How shopkick Exposed My Social Retail Wounds
I feel like a fraud, a quack. There is a blemish on my license to practice social medicine, and I have to make a confession before we go any further. My problem is that I love the idea of retail apps and gadgets, but I'm afraid to actually use them in stores. If I'm scared, (and I'm a professional!) how do retail apps and gadgets stand a chance of really catching on?
A quick example: I got a nifty gadget at CEA Line Shows in New York last year called the MoBeam nümi key. The keychain-sized gadget stores all of your loyalty cards, so you can just carry it around and point it into the cashier's scanner when you check out. I loaded up my CVS and ShopRite cards, and then I never ever used it. This is not any reflection on the gadget -it's not you, it's me. I can't help but picture the cashier looking at me like I'm crazy while I try to explain that this gadget is legitimate, with 20 angry people behind me waiting in line.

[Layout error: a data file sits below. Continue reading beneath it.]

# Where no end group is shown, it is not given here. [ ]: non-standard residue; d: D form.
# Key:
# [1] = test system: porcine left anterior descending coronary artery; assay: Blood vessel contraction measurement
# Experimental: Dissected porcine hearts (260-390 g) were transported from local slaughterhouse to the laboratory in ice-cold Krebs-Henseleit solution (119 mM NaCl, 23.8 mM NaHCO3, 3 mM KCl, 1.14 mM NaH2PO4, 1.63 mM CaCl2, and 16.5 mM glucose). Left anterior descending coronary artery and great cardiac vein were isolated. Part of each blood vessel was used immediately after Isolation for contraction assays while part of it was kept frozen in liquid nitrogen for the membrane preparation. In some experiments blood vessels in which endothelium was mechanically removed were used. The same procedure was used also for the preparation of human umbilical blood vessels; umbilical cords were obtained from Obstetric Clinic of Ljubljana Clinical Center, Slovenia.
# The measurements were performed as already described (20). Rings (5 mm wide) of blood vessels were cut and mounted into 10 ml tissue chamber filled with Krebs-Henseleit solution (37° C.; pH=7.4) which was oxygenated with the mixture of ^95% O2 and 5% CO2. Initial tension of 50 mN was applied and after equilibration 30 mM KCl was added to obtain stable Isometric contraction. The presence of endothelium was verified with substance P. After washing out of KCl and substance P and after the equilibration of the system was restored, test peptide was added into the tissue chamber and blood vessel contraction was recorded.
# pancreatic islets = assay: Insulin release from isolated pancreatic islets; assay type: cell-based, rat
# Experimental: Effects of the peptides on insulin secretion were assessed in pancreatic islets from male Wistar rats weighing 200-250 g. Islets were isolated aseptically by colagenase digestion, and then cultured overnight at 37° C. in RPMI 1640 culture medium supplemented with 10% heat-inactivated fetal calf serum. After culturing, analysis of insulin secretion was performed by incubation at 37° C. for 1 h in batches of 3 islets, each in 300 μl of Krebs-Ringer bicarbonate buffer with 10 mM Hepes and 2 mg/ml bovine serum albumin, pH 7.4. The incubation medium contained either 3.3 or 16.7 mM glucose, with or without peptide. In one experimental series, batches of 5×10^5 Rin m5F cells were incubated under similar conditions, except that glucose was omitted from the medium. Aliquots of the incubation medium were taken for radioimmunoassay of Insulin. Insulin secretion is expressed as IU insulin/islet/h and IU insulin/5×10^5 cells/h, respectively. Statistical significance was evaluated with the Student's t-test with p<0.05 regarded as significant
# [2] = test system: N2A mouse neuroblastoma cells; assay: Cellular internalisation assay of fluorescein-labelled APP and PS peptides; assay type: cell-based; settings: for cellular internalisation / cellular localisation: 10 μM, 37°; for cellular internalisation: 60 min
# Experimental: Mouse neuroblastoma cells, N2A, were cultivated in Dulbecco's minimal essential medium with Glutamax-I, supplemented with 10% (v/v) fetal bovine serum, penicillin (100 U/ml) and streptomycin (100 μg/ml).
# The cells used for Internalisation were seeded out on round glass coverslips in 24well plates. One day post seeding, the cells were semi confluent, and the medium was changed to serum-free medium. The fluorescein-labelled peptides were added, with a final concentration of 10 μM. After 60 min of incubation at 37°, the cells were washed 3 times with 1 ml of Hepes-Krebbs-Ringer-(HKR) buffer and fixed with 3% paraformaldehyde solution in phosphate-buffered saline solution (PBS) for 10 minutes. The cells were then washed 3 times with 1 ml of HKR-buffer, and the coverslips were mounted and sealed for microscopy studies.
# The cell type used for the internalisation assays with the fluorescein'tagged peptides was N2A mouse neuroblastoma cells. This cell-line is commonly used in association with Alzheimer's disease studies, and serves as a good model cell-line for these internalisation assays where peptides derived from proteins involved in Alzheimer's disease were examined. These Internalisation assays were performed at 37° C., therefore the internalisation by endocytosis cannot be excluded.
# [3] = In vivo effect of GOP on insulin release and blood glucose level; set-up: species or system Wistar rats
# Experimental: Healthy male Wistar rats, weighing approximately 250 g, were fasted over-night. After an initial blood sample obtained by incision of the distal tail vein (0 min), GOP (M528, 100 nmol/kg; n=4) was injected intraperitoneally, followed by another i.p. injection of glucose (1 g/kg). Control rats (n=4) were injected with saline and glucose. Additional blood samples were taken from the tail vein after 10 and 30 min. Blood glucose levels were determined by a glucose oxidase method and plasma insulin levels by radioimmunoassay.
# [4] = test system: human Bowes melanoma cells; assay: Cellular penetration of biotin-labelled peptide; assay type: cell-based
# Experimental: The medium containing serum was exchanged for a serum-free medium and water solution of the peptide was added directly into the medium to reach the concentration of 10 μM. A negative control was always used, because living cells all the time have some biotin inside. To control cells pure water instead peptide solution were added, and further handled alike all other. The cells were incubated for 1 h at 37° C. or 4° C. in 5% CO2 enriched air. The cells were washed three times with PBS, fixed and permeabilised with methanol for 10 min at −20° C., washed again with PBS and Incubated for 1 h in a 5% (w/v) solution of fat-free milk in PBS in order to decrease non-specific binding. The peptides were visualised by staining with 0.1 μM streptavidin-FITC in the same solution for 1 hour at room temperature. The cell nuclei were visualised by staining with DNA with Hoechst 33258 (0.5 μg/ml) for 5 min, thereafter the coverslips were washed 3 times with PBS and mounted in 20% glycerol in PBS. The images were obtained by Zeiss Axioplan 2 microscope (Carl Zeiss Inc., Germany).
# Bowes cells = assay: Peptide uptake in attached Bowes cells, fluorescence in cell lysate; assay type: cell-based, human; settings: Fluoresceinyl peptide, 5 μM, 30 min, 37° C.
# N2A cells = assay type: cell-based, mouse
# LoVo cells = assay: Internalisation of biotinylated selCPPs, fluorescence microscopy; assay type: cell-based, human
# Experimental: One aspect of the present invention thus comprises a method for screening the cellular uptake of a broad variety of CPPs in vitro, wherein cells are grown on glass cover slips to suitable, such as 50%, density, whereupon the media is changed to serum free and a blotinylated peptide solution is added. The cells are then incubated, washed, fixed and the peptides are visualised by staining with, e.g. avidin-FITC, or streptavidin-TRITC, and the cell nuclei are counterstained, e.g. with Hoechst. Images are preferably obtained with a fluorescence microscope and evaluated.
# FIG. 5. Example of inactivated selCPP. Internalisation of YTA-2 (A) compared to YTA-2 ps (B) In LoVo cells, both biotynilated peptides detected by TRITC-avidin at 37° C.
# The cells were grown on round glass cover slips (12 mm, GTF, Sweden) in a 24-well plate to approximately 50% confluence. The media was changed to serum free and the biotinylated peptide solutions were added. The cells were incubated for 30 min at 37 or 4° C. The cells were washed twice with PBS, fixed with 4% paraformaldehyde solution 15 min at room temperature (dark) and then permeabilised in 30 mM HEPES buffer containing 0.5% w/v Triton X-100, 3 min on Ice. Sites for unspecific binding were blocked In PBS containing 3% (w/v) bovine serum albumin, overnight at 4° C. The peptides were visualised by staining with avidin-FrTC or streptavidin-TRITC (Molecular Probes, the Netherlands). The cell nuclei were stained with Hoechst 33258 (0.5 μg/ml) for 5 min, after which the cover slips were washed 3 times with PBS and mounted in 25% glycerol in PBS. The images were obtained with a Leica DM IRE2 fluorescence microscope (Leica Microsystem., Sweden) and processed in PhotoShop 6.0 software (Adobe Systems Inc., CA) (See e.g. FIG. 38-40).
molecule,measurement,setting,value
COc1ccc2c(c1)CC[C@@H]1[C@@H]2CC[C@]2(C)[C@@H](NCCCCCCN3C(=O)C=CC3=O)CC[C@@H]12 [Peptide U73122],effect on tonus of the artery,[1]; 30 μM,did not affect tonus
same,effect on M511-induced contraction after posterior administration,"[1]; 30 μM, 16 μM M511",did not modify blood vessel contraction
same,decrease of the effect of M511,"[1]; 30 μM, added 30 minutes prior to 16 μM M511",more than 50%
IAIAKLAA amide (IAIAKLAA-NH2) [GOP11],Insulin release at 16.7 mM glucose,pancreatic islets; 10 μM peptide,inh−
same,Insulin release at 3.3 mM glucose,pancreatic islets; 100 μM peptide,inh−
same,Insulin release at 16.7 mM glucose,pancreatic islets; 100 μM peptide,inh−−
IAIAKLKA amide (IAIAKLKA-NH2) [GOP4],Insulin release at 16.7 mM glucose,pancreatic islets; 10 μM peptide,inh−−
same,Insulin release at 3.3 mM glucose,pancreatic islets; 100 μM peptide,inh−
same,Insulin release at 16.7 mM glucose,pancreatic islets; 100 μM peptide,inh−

I don't like to assume the worst so I decided I was going to go to my local Best Buy and try out the shopkick app. Shopkick is a location-based app for your phone that allows you to check-in at participating stores and scan products to earn points called kickbucks. The kickbucks can be redeemed for discounts and prizes. I'd been interested in shopkick since I first heard of it, and with the rising popularity of location-based services like foursquare and Facebook Places, I thought it would be interesting to try one specifically for retail.
I gathered myself, walked in the door, and asked the greeter if he knew how I could use shopkick. Well I was wrong; he didn't look at me like I was crazy. Instead he looked at me like I had just said something absolutely terrifying. I assured him it was nothing to worry about, and proceeded into the store.